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Auto-centricity and the Tyranny of Image – Part III

| Lewis Akenji

Policy-wise and at individual level, we’ve tried all the quick fixes by
the book – new technology for cars, medication for new illnesses,
insurance, lawsuits, new roads prior to elections – but only as far as
it circumvents our illusion of comfort. Nothing to touch our car-use or
fuel prices. But sometimes we need to give – a little now, or much more
in future.

When we calculate the cost of car ownership
based on the price paid the dealer, this is inherently misleading. The
following excerpt, borrowed from Culture Change magazine, illustrates the true
cost of car ownership, which will include:

“purchase price, financing costs, maintenance costs,
registration, tolls, traffic tickets, and so forth. Now, include all external
costs: road construction and maintenance, damage to health caused by air and
water pollution, loss of productivity due to death and maiming in auto
accidents, associated legal costs, and, of course, military budgets needed to
equip the armed forces to fight for and defend the oil. Now, take the drivers’ average income and
hours worked, and find out how many hours of labor it takes to cover all of
these costs. Add to that the actual time spent driving. Now take the number of
vehicle miles traveled, and divide it by the total number of hours spent both
driving and earning enough money to pay for cars. Rather than give you the
answers, I encourage you to do your own homework, but I can tell you that the
end result of this exercise is always the same.”

use the word ‘externality’ to refer to (positive or negative) effects of a
transaction on someone who is not directly involved, or a situation where
someone gets the benefits without bearing all the costs involved – in which
case someone external, or the general public, has to shelter some of the costs.

This year, as was last year and the year
before, the oil industry keeps shocking markets with profits unheard of before
(US Exxon Mobile, HUF 7,120.68 billion; Dutch Shell, HUF 4,517.46 billion; UK
BP, HUF 3,803.20 billion in 2005); glitzy car models are rolling out in their
sizes and numbers. Similarly, profits of pharmaceutical industry are up in the
billions; illnesses are running faster ahead, both in absolute numbers of
patients and in the number of newly discovered conditions. Accidents cost the
EU about 2% of its GNP (HUF 40,722.48 billion) annually; insurance companies
pay HUF 15,274.81 billion for compensation and repair. Companies are ripping
the profits, consumers are carrying the consequences.

Hybrid cars present a technological
opportunity that is gaining popularity in western countries. Hybrid electric
cars operate by complementing the traditional internal combustion engine with
an electric motor, thus consuming less fuel and reducing pollution. Toyota and
Honda, pioneers in these cars have had sales close to a million units, as
estimated from data of the WorldWatch Institute.

New opportunities though represent the
creative abilities of societies to take issues into their own hands. In the
England, Holland, Germany, car-sharing is the star at moment. Instead of one
person (under)using a car and bearing the costs alone, people are organising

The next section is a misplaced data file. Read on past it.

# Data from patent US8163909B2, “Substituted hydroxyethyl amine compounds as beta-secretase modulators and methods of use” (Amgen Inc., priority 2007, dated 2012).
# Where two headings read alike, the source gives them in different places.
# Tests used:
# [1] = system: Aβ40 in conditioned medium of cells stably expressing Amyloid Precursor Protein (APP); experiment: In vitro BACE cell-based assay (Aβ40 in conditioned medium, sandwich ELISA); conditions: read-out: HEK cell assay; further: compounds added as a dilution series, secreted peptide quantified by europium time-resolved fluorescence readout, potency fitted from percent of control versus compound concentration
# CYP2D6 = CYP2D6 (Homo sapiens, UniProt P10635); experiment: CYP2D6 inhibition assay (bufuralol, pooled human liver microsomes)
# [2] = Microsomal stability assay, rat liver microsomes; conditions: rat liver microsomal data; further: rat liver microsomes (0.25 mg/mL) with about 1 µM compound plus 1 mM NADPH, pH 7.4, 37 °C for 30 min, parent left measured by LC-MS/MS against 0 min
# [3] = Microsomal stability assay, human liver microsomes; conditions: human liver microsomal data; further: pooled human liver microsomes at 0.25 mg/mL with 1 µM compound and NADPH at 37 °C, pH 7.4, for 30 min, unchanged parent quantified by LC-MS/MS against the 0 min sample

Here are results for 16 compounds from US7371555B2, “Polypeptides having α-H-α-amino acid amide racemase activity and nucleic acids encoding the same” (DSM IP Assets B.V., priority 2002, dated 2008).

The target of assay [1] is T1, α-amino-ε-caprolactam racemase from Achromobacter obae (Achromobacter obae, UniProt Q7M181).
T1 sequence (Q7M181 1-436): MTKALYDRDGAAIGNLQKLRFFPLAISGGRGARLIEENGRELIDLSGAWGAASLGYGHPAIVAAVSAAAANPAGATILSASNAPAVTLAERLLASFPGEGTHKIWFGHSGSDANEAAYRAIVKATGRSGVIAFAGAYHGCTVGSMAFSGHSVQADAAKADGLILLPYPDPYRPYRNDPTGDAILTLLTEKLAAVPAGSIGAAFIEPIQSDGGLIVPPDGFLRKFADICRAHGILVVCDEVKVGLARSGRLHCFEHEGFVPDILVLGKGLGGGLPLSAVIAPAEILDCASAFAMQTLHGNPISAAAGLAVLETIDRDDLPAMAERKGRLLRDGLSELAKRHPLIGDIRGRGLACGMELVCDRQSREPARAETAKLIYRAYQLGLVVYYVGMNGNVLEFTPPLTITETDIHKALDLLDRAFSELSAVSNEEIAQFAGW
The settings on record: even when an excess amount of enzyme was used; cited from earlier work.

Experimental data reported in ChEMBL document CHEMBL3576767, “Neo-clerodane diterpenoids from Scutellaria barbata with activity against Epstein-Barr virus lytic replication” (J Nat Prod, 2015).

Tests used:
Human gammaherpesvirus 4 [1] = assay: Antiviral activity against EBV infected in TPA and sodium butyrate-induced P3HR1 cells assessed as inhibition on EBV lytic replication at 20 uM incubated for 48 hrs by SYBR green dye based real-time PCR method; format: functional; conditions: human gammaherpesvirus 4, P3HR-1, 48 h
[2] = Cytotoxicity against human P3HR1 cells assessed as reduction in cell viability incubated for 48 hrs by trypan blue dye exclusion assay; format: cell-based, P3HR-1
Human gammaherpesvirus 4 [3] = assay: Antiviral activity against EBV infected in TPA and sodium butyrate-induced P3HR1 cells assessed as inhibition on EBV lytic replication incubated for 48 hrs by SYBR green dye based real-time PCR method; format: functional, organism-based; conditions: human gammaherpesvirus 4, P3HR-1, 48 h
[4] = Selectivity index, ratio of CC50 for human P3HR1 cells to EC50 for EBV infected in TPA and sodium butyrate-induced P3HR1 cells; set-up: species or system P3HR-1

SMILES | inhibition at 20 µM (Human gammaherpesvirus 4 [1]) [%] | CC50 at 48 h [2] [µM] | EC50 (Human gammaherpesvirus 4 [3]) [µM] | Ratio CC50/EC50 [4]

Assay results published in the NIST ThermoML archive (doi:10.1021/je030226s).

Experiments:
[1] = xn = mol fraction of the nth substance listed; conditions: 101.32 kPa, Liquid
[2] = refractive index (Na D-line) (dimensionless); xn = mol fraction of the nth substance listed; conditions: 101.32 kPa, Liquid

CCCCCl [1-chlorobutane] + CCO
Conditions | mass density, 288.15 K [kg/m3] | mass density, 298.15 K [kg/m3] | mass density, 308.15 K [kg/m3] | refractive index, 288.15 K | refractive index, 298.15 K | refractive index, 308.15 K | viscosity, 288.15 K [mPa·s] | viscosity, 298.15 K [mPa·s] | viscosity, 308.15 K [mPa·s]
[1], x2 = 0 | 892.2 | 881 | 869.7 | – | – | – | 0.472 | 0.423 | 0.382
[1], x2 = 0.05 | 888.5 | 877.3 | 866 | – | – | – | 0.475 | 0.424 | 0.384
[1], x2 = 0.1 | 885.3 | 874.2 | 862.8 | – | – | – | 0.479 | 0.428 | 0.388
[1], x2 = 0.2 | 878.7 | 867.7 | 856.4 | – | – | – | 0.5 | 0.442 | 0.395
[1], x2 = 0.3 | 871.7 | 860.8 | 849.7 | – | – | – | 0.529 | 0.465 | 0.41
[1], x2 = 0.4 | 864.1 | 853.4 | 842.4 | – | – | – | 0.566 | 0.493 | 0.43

themselves into brilliantly effective car-sharing social networks. In places
like Los Angeles, carpooling – where cars having more than one occupant are
allowed to use priority (usually faster) lanes – is being used to encourage
maximisation. Quite often, using a taxi
frequently is cheaper that the total costs of owning a car.

Bicycling remains a viable yet
underexploited opportunity for short distances, particularly suitable for
navigating the city as well as out in the countryside. This is partly because
of the health benefits, but also because it has been measured to be
considerably faster, and less dangerous to the environment. In countries such
as Denmark and Holland, the bosses and the rich no longer seek to differentiate
themselves by the size of their cars; everyone rides about. In the EU where 50
million of journeys everyday are done by bike, the Netherlands claims 27% of
that figure, closely followed by Denmark with 18%.

The low figures for bicycles in Hungary (1%
of everyday journeys) are because of low awareness. Another reason is lack of
infrastructure – there’re only 1500 km of bicycle roads (160km in Budapest),
compared to 30,300 km of main roads.

In the case of train use, in the EU Hungary
holds a positively impressive comparison of rails to main roads. However, this
potential is under-utilised, and both public transport authorities and the
government have failed to invest in them. Perhaps this would be a good place
for Hungary to start – optimising the use of its already available railway
infrastructure – assuming that political interest is genuinely in solving the
transportation issue and less about pleasing the automobile and road
construction industries.

Many countries facing similar problems have
implemented or are considering measures that would have been very unpopular
just a decade back, but which are now accepted, given a combination of public
knowledge of the exigent problem and strong leadership of authorities.

Build fewer roads. Of course, rather
unpopular but efficient, and also democratic. Roads do not only take up space
that could have otherwise been used for other public purposes. Because they are
also very expensive to construct, roads drain state resources as well into
infrastructure that serves the minority car owners – or force others to own
cars when they could have preferred to go otherwise. Research has exposed the
paradox that the more roads are built, the more unnecessary vehicles are bought
and the heavier the congestion in the city.

Place higher taxes on every second or third
family car. This would encourage planned transportation within families, reduce
number of unnecessary new vehicles, and promote fairer access to infrastructure
by less spendthrift families whose share of cars is otherwise used up by
others. Staying firm on (the unpopular subject of) taxes, increase fuel taxes
to represent the real cost of oil. No reason why fuel prices should be